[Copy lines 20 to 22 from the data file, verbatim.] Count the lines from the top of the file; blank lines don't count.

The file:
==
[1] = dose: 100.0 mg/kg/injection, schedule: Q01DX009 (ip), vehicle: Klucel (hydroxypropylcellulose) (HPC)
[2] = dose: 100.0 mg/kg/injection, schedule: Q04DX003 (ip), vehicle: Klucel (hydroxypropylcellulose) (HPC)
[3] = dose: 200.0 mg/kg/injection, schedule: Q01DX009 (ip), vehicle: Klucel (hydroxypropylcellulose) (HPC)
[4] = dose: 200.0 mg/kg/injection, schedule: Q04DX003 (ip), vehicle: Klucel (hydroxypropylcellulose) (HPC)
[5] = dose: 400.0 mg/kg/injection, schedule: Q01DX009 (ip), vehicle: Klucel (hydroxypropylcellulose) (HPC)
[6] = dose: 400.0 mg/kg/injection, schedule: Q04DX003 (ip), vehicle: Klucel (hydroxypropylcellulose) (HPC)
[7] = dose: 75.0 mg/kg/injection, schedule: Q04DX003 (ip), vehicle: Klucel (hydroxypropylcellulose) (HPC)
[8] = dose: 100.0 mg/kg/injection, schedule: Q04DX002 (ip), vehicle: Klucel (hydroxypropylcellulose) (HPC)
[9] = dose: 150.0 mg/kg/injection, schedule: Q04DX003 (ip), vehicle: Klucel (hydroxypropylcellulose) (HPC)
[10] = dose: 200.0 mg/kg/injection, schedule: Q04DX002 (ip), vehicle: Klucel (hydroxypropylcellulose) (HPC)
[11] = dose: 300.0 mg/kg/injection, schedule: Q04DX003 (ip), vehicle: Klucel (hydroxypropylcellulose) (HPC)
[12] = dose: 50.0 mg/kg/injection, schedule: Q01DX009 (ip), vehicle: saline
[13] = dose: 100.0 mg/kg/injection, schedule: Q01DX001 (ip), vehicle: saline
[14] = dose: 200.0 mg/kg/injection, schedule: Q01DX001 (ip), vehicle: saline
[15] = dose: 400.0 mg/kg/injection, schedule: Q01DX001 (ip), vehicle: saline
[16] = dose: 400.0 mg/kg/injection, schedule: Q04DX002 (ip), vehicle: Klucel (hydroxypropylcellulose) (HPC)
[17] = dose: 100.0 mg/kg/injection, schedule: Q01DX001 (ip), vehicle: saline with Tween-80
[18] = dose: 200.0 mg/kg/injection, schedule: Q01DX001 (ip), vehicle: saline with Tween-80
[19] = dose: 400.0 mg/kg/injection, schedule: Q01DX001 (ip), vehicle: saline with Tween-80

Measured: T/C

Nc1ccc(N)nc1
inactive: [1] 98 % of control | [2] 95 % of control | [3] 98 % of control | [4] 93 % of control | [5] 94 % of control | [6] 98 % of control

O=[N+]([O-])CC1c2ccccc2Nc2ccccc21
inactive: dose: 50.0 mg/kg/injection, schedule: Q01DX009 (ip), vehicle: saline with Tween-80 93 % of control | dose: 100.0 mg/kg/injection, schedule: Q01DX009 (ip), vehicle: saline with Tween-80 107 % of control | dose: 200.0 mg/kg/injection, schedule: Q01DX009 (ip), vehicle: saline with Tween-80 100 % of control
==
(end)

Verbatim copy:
Measured: T/C

Nc1ccc(N)nc1
inactive: [1] 98 % of control | [2] 95 % of control | [3] 98 % of control | [4] 93 % of control | [5] 94 % of control | [6] 98 % of control